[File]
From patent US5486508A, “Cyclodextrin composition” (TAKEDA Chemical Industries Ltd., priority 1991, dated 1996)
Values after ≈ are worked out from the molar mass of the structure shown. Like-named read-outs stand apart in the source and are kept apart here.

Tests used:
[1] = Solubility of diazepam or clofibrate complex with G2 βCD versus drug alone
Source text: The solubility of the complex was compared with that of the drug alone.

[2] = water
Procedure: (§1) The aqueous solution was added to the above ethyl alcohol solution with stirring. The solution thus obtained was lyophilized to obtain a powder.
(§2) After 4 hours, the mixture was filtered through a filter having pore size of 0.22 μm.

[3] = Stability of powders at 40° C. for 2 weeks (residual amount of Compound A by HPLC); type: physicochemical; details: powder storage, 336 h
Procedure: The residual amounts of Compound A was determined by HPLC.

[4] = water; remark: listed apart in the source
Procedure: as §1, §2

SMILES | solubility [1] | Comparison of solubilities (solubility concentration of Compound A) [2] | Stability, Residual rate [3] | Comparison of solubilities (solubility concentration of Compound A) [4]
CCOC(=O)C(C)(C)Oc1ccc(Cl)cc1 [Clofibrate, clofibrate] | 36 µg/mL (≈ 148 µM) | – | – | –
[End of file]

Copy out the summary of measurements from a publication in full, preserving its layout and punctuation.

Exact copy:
From patent US5486508A, “Cyclodextrin composition” (TAKEDA Chemical Industries Ltd., priority 1991, dated 1996)
Values after ≈ are worked out from the molar mass of the structure shown. Like-named read-outs stand apart in the source and are kept apart here.

Tests used:
[1] = Solubility of diazepam or clofibrate complex with G2 βCD versus drug alone
Source text: The solubility of the complex was compared with that of the drug alone.

[2] = water
Procedure: (§1) The aqueous solution was added to the above ethyl alcohol solution with stirring. The solution thus obtained was lyophilized to obtain a powder.
(§2) After 4 hours, the mixture was filtered through a filter having pore size of 0.22 μm.

[3] = Stability of powders at 40° C. for 2 weeks (residual amount of Compound A by HPLC); type: physicochemical; details: powder storage, 336 h
Procedure: The residual amounts of Compound A was determined by HPLC.

[4] = water; remark: listed apart in the source
Procedure: as §1, §2

SMILES | solubility [1] | Comparison of solubilities (solubility concentration of Compound A) [2] | Stability, Residual rate [3] | Comparison of solubilities (solubility concentration of Compound A) [4]
CCOC(=O)C(C)(C)Oc1ccc(Cl)cc1 [Clofibrate, clofibrate] | 36 µg/mL (≈ 148 µM) | – | – | –